This is a difficult post to write, because it deals with the shattering of a very fondly held illusion of mine.
My neighborhood mosque, the one I love for the sonorous clarity of its muezzin’s voice, uses a … recording.
I had started to suspect this some time ago, but had been unwilling to face my suspicions head on and actually ask one of the groundskeepers.
Two Fridays evenings ago, on my way home from a coffee at Bardo, I heard the call to prayer – my favorite one – broadcasting from my mosque. Oh, how beautiful, I thought.
The call ended, and … suddenly began again – this time coming not from my mosque but from one further south.
I tried telling myself that the muezzin had somehow run from one mosque to the next, or that the second mosque was using a relay system to rebroadcast the call, but … in my heart I knew the truth.
To borrow a metaphor that switches from Islam to Christianity, and from the spiritual to the material register, it was like a child discovering that there is no Santa Claus.
At least the spirit of the call lives on, I told myself sadly, remembering a similar meant-to-be-comforting argument my mother had used about St. Nick as the spirit of Christmas.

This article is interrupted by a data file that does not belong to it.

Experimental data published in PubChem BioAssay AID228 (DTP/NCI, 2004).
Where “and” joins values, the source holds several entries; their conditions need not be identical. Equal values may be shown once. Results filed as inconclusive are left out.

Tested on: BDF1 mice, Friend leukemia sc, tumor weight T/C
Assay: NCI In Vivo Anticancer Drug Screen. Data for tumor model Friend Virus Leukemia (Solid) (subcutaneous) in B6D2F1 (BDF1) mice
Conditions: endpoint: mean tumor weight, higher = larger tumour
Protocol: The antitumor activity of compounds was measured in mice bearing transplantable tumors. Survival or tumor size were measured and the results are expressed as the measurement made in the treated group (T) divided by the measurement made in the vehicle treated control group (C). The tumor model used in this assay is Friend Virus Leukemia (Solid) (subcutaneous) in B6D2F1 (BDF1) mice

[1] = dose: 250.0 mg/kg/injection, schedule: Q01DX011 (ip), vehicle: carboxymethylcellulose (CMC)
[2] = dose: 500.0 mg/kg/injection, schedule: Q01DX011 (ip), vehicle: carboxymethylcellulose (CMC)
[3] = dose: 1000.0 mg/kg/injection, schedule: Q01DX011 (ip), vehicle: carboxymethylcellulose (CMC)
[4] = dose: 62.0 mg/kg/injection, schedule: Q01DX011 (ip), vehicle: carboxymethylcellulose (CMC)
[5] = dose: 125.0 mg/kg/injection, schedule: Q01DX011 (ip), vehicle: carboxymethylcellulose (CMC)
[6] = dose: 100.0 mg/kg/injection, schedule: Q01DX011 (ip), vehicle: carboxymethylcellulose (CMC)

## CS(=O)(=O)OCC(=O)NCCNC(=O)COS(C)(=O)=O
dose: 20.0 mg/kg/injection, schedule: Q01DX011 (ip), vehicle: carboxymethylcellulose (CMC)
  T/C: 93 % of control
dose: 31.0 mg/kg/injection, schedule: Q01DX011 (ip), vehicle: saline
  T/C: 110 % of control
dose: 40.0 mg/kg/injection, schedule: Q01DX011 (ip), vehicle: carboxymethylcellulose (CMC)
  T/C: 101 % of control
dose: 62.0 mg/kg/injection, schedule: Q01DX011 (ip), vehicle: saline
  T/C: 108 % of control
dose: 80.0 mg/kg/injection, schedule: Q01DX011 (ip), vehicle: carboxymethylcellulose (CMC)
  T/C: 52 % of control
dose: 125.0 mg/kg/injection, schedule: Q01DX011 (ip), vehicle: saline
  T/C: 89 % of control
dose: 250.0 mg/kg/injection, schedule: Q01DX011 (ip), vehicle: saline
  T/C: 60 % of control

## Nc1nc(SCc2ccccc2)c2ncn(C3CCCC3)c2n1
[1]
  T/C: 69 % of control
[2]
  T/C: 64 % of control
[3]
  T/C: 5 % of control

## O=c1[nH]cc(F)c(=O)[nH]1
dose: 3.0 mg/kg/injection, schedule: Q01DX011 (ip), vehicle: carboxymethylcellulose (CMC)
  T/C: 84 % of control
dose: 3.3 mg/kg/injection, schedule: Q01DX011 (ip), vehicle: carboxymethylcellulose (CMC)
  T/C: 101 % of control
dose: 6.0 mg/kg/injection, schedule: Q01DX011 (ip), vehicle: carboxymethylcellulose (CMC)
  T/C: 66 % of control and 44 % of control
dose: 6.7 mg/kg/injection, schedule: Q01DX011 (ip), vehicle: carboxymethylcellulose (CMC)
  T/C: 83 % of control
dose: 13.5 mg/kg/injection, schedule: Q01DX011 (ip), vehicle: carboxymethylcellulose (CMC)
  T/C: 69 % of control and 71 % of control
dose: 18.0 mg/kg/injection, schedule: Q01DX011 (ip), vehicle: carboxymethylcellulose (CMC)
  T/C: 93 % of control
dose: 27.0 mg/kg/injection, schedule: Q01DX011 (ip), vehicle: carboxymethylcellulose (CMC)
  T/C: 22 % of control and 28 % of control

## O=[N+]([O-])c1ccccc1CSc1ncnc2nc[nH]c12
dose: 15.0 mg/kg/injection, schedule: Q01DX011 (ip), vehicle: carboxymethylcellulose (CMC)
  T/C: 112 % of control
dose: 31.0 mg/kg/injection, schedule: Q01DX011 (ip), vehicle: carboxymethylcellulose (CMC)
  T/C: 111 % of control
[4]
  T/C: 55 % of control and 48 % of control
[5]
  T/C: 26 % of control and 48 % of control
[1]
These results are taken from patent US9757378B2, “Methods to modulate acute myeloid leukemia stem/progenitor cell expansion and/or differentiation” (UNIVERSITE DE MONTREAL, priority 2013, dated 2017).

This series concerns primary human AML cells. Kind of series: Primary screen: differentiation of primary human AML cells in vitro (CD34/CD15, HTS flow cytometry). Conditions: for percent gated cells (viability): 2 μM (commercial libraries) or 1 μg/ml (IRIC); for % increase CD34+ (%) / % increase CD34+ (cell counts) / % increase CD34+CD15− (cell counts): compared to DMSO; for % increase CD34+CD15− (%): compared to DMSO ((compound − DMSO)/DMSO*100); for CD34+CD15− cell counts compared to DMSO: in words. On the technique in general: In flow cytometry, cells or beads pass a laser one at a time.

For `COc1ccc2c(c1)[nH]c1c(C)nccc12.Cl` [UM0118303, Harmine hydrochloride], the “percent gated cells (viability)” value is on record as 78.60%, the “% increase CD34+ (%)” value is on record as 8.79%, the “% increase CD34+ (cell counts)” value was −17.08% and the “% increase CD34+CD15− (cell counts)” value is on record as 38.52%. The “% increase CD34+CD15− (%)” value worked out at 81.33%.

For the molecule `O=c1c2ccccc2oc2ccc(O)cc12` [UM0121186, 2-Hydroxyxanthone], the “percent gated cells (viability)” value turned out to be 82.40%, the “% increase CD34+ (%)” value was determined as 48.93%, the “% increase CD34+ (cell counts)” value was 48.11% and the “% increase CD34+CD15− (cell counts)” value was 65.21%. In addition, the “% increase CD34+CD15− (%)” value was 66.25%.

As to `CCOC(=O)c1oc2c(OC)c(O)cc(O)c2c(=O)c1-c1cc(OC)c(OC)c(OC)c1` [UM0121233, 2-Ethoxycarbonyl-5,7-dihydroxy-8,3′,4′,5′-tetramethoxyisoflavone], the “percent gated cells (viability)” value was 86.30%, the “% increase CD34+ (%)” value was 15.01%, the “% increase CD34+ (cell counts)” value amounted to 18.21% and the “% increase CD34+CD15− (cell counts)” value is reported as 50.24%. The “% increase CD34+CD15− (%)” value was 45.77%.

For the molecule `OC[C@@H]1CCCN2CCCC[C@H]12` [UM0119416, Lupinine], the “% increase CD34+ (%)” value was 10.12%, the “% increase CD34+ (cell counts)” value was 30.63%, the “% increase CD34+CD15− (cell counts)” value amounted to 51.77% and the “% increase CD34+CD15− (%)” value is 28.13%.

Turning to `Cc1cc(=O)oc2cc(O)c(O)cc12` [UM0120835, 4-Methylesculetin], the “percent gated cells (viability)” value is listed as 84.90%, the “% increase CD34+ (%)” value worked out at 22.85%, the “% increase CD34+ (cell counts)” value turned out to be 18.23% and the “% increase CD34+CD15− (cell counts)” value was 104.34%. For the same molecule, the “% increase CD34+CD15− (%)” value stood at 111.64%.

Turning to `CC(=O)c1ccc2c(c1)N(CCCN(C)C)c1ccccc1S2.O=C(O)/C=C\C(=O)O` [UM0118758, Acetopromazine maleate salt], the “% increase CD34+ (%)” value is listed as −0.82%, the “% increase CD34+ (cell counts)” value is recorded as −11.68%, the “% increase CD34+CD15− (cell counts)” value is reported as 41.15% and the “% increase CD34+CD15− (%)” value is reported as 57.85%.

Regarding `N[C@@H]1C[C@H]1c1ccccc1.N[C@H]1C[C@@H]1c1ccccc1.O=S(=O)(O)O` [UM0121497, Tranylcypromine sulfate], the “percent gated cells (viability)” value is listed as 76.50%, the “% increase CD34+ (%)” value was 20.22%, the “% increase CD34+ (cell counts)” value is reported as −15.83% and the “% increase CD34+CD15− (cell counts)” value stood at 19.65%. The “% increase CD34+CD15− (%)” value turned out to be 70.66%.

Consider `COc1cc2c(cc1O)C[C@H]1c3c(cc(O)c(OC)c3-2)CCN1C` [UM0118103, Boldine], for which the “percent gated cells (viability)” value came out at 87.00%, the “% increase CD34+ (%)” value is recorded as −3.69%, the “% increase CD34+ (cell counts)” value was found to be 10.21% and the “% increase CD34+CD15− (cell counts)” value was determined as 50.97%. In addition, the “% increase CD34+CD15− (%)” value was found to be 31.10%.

Any remaining possibility of retaining my illusions about my mosque and “its” muezzin was destroyed during my shop through the Mall of the Emirates on Tuesday. As I hopped my way into a particularly tight pair of Levi’s,
the Levistore, like the others, turned off its music so shoppers could hear the call to prayer being broadcast over the mall loudspeakers.
It was the same call to prayer: same voice, same intonation, same piercingly beautiful pitch.
I was heartbroken (though still composed enough to notice how well the new jeans fit). Apparently the spirit of Christmas … errr … the adhaan is not only not live, it is also not uniquely Lebanese.
The international character of Islam can be so disilllusioning sometimes.